I‘m not a fan of what I like to call “gotcha history”. It goes something like this. A book is marketed or reviewed based on the premise that its subject has been ignored or, even worse, suppressed for some nefarious reason. I sort of understand this first example from Carol Berkin who recently published Civil War Wives. The book is published by Knopf, which means that it will be widely available from most major book chains. The challenge for the author is to find a way to frame the book as offering something new among the vast array of Civil War books available. At HNN and with the title, “Why It’s Time to Write Wives into the Story of the Civil War”, Berkin suggests the following:
Thus the story of the civil war era comes down to us as a masculine portrait, its canvass filled with both powerful and ordinary men, free and slave, black and white.Yet, many of the Americans who endured the crises of secession, the brutalities and tragedies of warfare, the joy of success and the sorrow of defeat were wives, mothers, and daughters. For them, these experiences were not the same as for their husbands, fathers and brothers. If we are to understand the significance of the Civil War, if we are to measure its impact on the American psyche and its social landscape, we must listen to the voices of women as well as those of men. We must reconstruct the world of 19th century women with the same care and attention that we have reconstructed the world of men.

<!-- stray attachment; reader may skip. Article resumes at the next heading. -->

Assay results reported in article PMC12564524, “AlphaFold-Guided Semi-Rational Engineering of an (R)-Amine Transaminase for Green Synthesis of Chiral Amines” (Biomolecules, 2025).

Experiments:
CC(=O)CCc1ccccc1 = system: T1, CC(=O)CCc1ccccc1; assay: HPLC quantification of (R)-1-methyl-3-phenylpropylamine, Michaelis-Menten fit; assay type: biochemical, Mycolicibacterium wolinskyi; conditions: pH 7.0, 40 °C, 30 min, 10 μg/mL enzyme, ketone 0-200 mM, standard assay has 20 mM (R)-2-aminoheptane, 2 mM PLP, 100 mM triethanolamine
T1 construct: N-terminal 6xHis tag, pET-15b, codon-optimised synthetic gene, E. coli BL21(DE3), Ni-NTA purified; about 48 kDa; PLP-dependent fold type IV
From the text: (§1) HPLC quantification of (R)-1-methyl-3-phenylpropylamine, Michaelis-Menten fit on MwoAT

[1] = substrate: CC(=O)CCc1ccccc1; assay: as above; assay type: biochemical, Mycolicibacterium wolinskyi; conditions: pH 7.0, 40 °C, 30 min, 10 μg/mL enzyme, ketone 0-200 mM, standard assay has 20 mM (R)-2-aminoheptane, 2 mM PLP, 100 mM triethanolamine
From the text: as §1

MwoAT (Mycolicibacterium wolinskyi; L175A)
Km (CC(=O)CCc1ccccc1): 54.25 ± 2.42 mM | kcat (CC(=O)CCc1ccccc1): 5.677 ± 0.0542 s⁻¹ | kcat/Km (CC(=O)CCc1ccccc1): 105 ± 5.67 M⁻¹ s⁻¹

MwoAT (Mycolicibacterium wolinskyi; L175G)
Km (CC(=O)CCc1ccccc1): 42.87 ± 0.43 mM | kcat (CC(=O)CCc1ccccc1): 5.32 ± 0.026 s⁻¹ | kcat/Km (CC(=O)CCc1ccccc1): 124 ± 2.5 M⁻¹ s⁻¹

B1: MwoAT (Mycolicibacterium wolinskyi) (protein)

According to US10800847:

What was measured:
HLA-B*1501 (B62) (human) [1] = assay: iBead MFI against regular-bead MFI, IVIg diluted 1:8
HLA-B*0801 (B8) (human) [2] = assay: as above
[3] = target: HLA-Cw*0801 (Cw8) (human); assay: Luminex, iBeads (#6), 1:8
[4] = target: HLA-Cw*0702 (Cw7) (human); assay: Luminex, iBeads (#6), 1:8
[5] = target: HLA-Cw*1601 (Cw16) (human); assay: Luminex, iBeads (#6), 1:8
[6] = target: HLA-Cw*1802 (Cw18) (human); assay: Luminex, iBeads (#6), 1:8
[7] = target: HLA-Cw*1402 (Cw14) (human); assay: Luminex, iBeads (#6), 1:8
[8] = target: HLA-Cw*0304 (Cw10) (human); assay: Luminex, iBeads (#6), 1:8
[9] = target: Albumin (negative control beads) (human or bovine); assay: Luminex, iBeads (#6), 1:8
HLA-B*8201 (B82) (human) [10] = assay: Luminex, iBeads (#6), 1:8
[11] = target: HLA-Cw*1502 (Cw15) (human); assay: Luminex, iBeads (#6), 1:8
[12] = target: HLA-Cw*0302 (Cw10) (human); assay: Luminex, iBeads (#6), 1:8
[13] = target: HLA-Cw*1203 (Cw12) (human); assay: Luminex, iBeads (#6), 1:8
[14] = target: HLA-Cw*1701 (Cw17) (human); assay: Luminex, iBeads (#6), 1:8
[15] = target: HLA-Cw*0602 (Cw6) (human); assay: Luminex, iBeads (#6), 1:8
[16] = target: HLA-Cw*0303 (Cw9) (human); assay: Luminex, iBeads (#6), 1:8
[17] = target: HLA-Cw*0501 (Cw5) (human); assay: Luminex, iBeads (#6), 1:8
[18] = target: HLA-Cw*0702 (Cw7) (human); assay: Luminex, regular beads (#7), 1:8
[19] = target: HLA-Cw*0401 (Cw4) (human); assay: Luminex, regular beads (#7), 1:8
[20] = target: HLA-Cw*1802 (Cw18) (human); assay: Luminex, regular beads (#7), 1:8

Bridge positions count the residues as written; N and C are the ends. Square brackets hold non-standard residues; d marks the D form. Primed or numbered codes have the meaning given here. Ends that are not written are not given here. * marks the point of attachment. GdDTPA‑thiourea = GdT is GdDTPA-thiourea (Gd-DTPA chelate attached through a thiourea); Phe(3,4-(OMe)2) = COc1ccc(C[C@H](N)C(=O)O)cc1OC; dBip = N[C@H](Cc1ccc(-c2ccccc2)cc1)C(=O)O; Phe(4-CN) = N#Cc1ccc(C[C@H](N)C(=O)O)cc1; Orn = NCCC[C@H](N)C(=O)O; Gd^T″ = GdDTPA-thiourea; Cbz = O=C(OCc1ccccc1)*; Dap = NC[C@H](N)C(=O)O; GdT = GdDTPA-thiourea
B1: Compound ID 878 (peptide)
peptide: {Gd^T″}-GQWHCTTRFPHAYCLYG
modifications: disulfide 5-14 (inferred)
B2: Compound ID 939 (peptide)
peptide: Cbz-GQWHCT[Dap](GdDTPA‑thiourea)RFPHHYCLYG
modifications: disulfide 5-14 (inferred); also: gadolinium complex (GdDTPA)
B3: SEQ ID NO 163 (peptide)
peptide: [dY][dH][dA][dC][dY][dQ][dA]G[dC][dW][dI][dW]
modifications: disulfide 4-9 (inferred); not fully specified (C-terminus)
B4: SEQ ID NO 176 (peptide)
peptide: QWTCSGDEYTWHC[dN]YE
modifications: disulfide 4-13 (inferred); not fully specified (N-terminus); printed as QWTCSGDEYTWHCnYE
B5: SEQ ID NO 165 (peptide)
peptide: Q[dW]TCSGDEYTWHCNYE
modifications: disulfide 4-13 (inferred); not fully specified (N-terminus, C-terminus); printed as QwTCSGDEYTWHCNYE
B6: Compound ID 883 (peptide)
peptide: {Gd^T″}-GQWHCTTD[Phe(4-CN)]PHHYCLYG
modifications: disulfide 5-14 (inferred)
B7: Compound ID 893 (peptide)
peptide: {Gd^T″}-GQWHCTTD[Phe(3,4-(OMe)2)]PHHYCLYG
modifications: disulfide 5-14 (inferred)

From a certain perspective no one can deny that our collective memory of the Civil War leans heavily to the masculine side. Hell, even most of the women I know who are interested in the Civil War are interested in battles and leaders and this is clearly the domain of men. On the other hand, Berkin is no doubt aware that over the past 15-20 years studies of women and gender during the Civil War have increased significantly. It is almost impossible to miss this ever-expanding literature and it has proven to be extremely helpful in uncovering aspects of the past that have for too long gone unstudied. It’s a clever hook, but not one that will resonate with people who have some understanding of recent Civil War historiography.